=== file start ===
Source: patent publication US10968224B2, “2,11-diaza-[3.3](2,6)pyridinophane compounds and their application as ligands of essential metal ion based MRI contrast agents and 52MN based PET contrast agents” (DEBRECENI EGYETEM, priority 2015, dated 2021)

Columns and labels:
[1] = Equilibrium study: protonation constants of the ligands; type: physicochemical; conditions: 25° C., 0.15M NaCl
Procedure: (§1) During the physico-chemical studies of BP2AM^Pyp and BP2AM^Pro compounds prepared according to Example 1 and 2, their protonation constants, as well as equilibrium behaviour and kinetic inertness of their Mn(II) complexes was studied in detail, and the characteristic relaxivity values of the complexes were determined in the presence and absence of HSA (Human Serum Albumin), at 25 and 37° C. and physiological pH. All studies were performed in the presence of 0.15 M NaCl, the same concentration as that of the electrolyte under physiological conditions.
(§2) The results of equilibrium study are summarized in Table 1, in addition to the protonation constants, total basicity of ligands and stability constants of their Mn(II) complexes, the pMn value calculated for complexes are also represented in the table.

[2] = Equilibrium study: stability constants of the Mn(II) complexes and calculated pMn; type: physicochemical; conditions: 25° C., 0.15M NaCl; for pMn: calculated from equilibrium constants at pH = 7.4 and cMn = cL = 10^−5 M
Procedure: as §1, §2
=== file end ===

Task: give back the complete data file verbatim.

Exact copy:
Source: patent publication US10968224B2, “2,11-diaza-[3.3](2,6)pyridinophane compounds and their application as ligands of essential metal ion based MRI contrast agents and 52MN based PET contrast agents” (DEBRECENI EGYETEM, priority 2015, dated 2021)

Columns and labels:
[1] = Equilibrium study: protonation constants of the ligands; type: physicochemical; conditions: 25° C., 0.15M NaCl
Procedure: (§1) During the physico-chemical studies of BP2AM^Pyp and BP2AM^Pro compounds prepared according to Example 1 and 2, their protonation constants, as well as equilibrium behaviour and kinetic inertness of their Mn(II) complexes was studied in detail, and the characteristic relaxivity values of the complexes were determined in the presence and absence of HSA (Human Serum Albumin), at 25 and 37° C. and physiological pH. All studies were performed in the presence of 0.15 M NaCl, the same concentration as that of the electrolyte under physiological conditions.
(§2) The results of equilibrium study are summarized in Table 1, in addition to the protonation constants, total basicity of ligands and stability constants of their Mn(II) complexes, the pMn value calculated for complexes are also represented in the table.

[2] = Equilibrium study: stability constants of the Mn(II) complexes and calculated pMn; type: physicochemical; conditions: 25° C., 0.15M NaCl; for pMn: calculated from equilibrium constants at pH = 7.4 and cMn = cL = 10^−5 M
Procedure: as §1, §2